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Anxiety Disorders & Construction

Anxiety Disorders & Construction

Approximately 40 million adults in the United States are impacted by anxiety disorders, which makes anxiety disorders the most common form of mental illness in the country. These disorders are characterized by extreme feelings of fear and dread. Those with anxiety will also sometimes experience physical symptoms like rapid heartbeat and sweating.

What OSHA Says:

The General Duty Clause, Section 5(a) states:

“Each employer shall furnish to each of his employees employment and a place of employment which are free from recognized hazards that are causing or are likely to cause death or serious physical harm to his employees;”

This clause doesn’t specifically outline how to handle work-related mental health issues. By raising awareness about anxiety disorders, we can change the culture surrounding mental illness in the construction industry.

Generalized Anxiety Disorder (GAD)

Let’s get something clear: anxiety is not always something you can just “get over.” Nor is it safe to pretend it’s not a big deal. Workers suffering from anxiety disorders may not be distracted, making them less attentive to safe operations. This increases the likelihood of accidents and injuries on a job site. The graphic on the left displays some of the signs of GAD. Remember that it will manifest differently in everyone. Those with GAD will experience pressing anxiety that interferes with their day-to-day lives.

Other Anxiety Disorders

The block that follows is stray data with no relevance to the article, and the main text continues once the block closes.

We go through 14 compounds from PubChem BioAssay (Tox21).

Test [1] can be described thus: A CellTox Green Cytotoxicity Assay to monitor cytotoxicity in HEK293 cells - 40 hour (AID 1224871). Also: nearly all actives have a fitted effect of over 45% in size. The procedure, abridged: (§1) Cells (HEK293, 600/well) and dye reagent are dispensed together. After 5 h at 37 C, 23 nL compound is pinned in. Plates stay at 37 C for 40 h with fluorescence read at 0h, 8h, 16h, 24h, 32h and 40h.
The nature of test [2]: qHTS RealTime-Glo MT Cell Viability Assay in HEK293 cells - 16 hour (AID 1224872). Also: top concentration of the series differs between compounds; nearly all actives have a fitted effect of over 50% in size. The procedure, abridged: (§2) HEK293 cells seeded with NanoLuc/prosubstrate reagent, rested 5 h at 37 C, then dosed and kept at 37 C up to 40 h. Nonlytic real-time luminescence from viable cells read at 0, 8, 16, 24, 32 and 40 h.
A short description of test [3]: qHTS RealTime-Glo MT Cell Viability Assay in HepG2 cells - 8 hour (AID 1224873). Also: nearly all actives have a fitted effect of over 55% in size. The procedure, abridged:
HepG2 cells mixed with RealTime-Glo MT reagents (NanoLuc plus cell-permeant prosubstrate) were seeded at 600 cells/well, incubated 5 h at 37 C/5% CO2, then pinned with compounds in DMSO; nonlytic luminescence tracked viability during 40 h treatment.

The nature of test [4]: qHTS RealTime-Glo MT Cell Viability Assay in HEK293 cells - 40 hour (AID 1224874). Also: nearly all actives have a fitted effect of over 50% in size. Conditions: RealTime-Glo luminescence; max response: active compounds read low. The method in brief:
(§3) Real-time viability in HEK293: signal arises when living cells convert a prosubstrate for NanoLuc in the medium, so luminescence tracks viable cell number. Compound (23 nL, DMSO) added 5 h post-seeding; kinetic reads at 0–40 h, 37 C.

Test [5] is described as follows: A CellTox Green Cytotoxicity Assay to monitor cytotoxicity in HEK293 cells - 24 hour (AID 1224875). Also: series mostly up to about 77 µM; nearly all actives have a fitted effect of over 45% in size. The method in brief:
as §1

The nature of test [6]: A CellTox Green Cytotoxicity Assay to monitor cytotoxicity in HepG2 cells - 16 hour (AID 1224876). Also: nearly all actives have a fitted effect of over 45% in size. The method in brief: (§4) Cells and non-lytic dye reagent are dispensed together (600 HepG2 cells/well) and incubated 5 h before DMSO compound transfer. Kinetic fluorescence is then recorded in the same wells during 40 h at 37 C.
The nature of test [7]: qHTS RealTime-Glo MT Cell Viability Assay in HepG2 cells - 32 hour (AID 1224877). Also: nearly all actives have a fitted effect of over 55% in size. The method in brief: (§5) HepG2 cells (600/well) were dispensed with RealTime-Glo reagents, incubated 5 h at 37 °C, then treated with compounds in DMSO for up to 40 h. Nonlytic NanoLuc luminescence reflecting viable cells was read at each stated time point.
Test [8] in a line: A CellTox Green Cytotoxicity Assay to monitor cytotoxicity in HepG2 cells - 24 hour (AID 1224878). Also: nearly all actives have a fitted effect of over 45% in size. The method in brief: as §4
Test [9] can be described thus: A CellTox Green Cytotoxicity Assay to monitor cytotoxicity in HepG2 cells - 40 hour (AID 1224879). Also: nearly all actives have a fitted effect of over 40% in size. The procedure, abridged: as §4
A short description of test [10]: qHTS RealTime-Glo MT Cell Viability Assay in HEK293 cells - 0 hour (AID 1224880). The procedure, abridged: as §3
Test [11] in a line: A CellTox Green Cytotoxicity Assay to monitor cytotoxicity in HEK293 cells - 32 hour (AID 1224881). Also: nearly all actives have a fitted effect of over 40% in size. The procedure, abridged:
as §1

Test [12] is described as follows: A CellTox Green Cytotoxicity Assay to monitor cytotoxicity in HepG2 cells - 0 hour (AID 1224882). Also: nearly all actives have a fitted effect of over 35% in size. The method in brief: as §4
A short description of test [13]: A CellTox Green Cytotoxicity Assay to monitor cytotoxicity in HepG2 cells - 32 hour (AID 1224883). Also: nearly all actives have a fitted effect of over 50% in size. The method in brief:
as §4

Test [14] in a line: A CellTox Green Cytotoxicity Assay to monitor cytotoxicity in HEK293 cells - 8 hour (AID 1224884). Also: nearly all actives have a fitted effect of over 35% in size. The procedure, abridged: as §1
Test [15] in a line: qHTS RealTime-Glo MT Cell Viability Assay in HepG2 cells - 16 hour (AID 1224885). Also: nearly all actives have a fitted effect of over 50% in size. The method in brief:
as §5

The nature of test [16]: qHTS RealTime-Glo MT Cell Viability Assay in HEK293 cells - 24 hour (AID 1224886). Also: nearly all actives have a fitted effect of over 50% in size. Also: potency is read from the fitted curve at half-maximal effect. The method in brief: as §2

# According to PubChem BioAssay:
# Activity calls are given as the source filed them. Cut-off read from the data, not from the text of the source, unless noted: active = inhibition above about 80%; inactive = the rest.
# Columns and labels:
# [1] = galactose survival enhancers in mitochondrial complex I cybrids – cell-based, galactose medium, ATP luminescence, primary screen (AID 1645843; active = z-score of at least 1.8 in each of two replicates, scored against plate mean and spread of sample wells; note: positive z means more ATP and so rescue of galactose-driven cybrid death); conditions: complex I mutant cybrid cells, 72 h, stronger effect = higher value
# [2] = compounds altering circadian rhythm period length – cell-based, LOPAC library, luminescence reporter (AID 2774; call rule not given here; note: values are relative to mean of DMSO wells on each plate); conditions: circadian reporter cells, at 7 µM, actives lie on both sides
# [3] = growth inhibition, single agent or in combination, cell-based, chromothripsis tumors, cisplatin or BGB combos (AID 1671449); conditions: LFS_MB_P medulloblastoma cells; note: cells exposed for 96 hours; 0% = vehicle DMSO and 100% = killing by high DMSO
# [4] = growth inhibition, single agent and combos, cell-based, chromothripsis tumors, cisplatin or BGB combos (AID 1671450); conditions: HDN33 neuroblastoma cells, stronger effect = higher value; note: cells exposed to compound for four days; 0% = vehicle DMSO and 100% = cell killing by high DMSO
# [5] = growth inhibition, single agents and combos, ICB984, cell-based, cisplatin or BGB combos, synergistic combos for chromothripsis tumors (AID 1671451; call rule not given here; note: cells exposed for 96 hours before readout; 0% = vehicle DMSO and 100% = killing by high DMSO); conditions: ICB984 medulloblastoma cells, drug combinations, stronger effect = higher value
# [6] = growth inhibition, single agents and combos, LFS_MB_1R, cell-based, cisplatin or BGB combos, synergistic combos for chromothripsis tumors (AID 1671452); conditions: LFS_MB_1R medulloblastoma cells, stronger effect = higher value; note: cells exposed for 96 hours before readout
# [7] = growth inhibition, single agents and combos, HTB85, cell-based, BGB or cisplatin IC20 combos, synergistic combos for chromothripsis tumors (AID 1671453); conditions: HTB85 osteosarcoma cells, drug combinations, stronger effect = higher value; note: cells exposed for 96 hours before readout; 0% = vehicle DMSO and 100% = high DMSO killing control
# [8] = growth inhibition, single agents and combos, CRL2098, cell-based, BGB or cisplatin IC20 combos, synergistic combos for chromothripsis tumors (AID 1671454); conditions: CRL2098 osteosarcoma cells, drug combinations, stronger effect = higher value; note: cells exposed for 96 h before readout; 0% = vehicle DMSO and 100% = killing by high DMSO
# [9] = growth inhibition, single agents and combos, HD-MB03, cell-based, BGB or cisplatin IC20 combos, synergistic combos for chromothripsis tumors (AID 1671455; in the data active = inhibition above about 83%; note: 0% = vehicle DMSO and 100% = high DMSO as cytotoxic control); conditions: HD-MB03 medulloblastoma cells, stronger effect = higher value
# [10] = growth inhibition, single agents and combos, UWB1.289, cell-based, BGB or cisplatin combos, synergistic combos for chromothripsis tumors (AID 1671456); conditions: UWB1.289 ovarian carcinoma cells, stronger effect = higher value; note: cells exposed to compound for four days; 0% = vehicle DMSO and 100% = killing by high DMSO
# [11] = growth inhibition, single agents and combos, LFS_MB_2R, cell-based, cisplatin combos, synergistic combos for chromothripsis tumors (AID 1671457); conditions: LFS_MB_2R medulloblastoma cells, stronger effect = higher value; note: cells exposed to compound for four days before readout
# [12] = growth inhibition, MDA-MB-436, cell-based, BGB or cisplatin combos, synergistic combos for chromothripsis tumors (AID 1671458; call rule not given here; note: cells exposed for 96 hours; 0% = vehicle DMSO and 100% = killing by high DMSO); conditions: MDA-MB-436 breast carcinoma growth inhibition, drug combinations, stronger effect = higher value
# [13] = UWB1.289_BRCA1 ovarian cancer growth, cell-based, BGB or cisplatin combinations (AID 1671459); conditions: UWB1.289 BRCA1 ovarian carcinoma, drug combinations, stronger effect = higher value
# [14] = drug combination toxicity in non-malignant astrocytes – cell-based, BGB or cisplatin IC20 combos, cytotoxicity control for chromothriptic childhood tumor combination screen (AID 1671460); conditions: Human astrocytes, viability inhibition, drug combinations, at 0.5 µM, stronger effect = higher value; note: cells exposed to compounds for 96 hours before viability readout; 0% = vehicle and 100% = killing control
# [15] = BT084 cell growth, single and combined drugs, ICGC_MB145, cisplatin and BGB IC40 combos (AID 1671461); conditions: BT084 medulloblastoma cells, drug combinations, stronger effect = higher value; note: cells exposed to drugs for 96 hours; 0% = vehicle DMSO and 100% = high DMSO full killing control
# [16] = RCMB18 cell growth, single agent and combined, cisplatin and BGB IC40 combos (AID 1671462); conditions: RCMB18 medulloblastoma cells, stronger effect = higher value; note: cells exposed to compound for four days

In addition to GAD, some of the most common anxiety disorders are obsessive-compulsive disorder, panic disorder, social anxiety disorder, PTSD, and phobias. While we won’t go into the signs of these disorders in this post, you can click the links above for more information from the National Institute of Mental Health.

What You Can Do To Help

There are a few things you can do to help someone you know who may be struggling with an anxiety disorder:

Recognize the signs. Pay attention to the behaviors of your loved ones so you will notice if something is amiss.
Listen. Rather than belittling their anxiety by saying, “It’s not a big deal,” listen and validate their feelings.
Express Concern. Don’t be too afraid of telling them that you’re concerned about their well-being. Bring it up in a positive way, showing them that you only want to help.
Know when to seek help. If their behaviors are significantly impacting their work, school, family life, or social life, it may be time to meet with a professional. This is the point where you need to encourage them to set up an appointment.

If you would like more information or training on mental health and suicide prevention, visit our website. Good luck and stay safe!

This blog post is part of our ongoing series covering suicide prevention in the construction industry. Stay tuned for posts on recognizing the signs and symptoms of suicide; myths and misconceptions; and ways to maintain mental health.